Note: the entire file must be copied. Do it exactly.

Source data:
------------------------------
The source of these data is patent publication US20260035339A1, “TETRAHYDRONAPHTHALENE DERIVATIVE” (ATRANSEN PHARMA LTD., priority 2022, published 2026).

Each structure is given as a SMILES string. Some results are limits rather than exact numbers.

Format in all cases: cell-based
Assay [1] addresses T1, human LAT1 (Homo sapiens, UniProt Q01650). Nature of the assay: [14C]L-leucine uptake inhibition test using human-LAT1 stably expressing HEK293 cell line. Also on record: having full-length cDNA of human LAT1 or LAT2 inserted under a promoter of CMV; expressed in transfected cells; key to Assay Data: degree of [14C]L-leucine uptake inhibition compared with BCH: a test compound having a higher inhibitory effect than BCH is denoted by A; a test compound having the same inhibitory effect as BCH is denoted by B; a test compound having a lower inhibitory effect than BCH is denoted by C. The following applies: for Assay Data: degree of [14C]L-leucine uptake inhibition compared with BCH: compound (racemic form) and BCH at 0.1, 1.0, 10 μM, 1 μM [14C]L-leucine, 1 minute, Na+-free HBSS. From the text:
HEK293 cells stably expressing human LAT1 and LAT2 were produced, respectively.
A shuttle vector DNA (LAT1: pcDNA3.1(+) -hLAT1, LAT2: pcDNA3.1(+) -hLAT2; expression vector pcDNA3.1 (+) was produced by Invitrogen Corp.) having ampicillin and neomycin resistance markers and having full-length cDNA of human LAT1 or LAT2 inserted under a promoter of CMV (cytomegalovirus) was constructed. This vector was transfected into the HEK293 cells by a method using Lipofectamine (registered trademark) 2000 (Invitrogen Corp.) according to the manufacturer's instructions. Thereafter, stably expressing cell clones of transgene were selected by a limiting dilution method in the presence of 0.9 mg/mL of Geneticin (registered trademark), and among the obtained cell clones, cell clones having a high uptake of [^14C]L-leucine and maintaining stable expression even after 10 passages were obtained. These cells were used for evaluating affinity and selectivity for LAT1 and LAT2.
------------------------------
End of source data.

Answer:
The source of these data is patent publication US20260035339A1, “TETRAHYDRONAPHTHALENE DERIVATIVE” (ATRANSEN PHARMA LTD., priority 2022, published 2026).

Each structure is given as a SMILES string. Some results are limits rather than exact numbers.

Format in all cases: cell-based
Assay [1] addresses T1, human LAT1 (Homo sapiens, UniProt Q01650). Nature of the assay: [14C]L-leucine uptake inhibition test using human-LAT1 stably expressing HEK293 cell line. Also on record: having full-length cDNA of human LAT1 or LAT2 inserted under a promoter of CMV; expressed in transfected cells; key to Assay Data: degree of [14C]L-leucine uptake inhibition compared with BCH: a test compound having a higher inhibitory effect than BCH is denoted by A; a test compound having the same inhibitory effect as BCH is denoted by B; a test compound having a lower inhibitory effect than BCH is denoted by C. The following applies: for Assay Data: degree of [14C]L-leucine uptake inhibition compared with BCH: compound (racemic form) and BCH at 0.1, 1.0, 10 μM, 1 μM [14C]L-leucine, 1 minute, Na+-free HBSS. From the text:
HEK293 cells stably expressing human LAT1 and LAT2 were produced, respectively.
A shuttle vector DNA (LAT1: pcDNA3.1(+) -hLAT1, LAT2: pcDNA3.1(+) -hLAT2; expression vector pcDNA3.1 (+) was produced by Invitrogen Corp.) having ampicillin and neomycin resistance markers and having full-length cDNA of human LAT1 or LAT2 inserted under a promoter of CMV (cytomegalovirus) was constructed. This vector was transfected into the HEK293 cells by a method using Lipofectamine (registered trademark) 2000 (Invitrogen Corp.) according to the manufacturer's instructions. Thereafter, stably expressing cell clones of transgene were selected by a limiting dilution method in the presence of 0.9 mg/mL of Geneticin (registered trademark), and among the obtained cell clones, cell clones having a high uptake of [^14C]L-leucine and maintaining stable expression even after 10 passages were obtained. These cells were used for evaluating affinity and selectivity for LAT1 and LAT2.